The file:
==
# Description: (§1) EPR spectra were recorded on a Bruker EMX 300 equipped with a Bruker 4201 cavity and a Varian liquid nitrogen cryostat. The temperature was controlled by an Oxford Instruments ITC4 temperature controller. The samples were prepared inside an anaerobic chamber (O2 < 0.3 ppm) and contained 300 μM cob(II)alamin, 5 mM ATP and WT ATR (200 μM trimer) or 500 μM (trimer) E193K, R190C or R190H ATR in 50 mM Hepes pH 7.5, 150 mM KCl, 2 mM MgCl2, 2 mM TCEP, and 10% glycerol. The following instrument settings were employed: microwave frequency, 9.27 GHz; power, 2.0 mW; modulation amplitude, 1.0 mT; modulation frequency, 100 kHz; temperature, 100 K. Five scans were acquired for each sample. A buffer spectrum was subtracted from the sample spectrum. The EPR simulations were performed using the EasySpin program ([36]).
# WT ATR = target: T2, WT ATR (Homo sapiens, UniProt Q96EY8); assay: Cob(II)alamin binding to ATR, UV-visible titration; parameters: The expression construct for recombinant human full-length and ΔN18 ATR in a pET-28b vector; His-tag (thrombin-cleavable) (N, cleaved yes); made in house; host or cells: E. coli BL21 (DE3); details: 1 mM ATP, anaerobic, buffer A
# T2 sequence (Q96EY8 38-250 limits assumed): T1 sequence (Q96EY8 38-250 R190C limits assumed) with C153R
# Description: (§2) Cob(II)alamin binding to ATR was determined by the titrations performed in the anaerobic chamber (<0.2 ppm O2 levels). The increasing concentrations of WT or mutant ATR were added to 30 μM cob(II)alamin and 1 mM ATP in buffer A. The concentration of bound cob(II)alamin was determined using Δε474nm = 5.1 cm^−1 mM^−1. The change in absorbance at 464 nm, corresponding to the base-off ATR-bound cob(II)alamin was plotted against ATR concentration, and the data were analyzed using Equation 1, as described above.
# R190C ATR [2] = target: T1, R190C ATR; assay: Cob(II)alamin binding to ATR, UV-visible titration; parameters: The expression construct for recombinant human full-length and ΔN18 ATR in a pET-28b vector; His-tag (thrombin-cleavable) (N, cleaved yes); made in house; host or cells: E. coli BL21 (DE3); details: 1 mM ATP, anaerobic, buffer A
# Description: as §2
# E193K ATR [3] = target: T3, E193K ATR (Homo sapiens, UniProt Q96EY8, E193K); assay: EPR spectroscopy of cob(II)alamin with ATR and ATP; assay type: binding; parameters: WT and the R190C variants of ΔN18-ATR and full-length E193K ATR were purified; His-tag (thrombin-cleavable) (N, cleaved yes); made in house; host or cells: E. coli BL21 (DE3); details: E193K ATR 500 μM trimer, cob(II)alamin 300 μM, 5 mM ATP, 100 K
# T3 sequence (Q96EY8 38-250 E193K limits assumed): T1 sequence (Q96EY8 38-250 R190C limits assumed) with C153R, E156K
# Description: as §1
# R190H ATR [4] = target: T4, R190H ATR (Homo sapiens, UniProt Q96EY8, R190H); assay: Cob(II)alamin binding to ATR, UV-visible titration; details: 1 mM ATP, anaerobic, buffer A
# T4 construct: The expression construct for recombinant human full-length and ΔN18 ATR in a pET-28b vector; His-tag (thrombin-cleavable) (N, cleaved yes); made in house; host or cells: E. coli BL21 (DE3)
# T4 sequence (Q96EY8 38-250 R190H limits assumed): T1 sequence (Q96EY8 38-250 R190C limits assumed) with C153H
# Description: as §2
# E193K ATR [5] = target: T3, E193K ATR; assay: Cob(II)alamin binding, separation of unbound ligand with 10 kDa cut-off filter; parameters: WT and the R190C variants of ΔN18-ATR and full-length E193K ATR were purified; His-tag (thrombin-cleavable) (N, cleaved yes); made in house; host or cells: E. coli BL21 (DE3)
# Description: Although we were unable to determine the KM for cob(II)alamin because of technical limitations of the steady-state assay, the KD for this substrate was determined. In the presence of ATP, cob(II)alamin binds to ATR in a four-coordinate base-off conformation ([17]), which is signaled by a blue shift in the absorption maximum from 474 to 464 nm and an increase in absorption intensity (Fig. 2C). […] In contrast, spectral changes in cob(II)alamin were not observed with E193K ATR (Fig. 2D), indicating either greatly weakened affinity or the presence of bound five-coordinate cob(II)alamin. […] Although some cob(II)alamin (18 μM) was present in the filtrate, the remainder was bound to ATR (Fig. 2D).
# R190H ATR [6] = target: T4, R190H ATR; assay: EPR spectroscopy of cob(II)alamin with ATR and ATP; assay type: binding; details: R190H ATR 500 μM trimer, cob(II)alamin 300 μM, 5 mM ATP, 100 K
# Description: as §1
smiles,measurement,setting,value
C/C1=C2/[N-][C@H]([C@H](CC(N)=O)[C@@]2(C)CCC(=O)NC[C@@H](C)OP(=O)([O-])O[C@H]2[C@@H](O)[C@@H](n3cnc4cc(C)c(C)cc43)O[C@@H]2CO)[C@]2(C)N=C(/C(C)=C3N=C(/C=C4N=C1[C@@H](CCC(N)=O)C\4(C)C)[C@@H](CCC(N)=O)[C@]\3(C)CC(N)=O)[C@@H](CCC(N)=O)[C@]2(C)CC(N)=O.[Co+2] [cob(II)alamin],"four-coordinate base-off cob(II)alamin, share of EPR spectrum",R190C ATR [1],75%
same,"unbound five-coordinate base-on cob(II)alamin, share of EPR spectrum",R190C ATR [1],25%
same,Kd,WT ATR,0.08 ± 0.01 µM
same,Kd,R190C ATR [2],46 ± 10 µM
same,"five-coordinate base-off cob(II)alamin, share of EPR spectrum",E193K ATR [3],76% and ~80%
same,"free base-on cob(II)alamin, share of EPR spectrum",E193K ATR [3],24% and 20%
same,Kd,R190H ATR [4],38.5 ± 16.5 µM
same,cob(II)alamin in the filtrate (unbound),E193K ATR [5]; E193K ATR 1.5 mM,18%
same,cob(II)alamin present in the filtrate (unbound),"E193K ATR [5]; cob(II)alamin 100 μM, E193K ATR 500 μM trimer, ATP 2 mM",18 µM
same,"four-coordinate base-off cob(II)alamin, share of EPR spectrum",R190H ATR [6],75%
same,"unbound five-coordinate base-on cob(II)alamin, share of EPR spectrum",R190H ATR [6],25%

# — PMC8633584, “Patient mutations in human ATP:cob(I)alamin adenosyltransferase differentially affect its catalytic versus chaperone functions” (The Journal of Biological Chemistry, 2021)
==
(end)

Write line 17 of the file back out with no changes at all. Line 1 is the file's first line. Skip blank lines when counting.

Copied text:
# Description: as §1